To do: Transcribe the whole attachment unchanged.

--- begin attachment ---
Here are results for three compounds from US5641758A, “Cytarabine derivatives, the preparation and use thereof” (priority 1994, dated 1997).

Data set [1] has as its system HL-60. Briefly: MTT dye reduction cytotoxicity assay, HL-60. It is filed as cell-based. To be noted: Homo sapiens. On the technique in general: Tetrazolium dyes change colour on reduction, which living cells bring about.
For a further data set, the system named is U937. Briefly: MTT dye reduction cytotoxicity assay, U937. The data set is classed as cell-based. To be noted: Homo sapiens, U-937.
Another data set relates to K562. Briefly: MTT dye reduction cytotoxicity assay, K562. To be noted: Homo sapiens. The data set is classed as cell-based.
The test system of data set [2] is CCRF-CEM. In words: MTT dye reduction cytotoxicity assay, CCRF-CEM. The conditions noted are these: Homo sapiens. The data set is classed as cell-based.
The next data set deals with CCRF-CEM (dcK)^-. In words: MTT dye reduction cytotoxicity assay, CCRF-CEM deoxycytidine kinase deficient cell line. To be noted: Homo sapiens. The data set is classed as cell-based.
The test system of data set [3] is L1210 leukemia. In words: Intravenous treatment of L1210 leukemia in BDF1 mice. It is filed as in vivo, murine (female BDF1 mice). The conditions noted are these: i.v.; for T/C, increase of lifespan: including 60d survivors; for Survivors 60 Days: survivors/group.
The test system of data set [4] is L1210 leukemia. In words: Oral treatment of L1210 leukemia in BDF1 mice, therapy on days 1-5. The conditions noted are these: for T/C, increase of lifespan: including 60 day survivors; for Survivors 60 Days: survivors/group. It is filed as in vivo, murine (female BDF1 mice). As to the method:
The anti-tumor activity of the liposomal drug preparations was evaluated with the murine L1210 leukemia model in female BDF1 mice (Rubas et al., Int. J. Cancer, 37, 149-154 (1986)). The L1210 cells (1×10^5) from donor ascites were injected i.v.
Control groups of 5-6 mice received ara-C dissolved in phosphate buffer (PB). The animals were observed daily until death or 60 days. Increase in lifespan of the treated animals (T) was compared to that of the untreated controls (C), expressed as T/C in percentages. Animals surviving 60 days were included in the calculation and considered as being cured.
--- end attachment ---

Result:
Here are results for three compounds from US5641758A, “Cytarabine derivatives, the preparation and use thereof” (priority 1994, dated 1997).

Data set [1] has as its system HL-60. Briefly: MTT dye reduction cytotoxicity assay, HL-60. It is filed as cell-based. To be noted: Homo sapiens. On the technique in general: Tetrazolium dyes change colour on reduction, which living cells bring about.
For a further data set, the system named is U937. Briefly: MTT dye reduction cytotoxicity assay, U937. The data set is classed as cell-based. To be noted: Homo sapiens, U-937.
Another data set relates to K562. Briefly: MTT dye reduction cytotoxicity assay, K562. To be noted: Homo sapiens. The data set is classed as cell-based.
The test system of data set [2] is CCRF-CEM. In words: MTT dye reduction cytotoxicity assay, CCRF-CEM. The conditions noted are these: Homo sapiens. The data set is classed as cell-based.
The next data set deals with CCRF-CEM (dcK)^-. In words: MTT dye reduction cytotoxicity assay, CCRF-CEM deoxycytidine kinase deficient cell line. To be noted: Homo sapiens. The data set is classed as cell-based.
The test system of data set [3] is L1210 leukemia. In words: Intravenous treatment of L1210 leukemia in BDF1 mice. It is filed as in vivo, murine (female BDF1 mice). The conditions noted are these: i.v.; for T/C, increase of lifespan: including 60d survivors; for Survivors 60 Days: survivors/group.
The test system of data set [4] is L1210 leukemia. In words: Oral treatment of L1210 leukemia in BDF1 mice, therapy on days 1-5. The conditions noted are these: for T/C, increase of lifespan: including 60 day survivors; for Survivors 60 Days: survivors/group. It is filed as in vivo, murine (female BDF1 mice). As to the method:
The anti-tumor activity of the liposomal drug preparations was evaluated with the murine L1210 leukemia model in female BDF1 mice (Rubas et al., Int. J. Cancer, 37, 149-154 (1986)). The L1210 cells (1×10^5) from donor ascites were injected i.v.
Control groups of 5-6 mice received ara-C dissolved in phosphate buffer (PB). The animals were observed daily until death or 60 days. Increase in lifespan of the treated animals (T) was compared to that of the untreated controls (C), expressed as T/C in percentages. Animals surviving 60 days were included in the calculation and considered as being cured.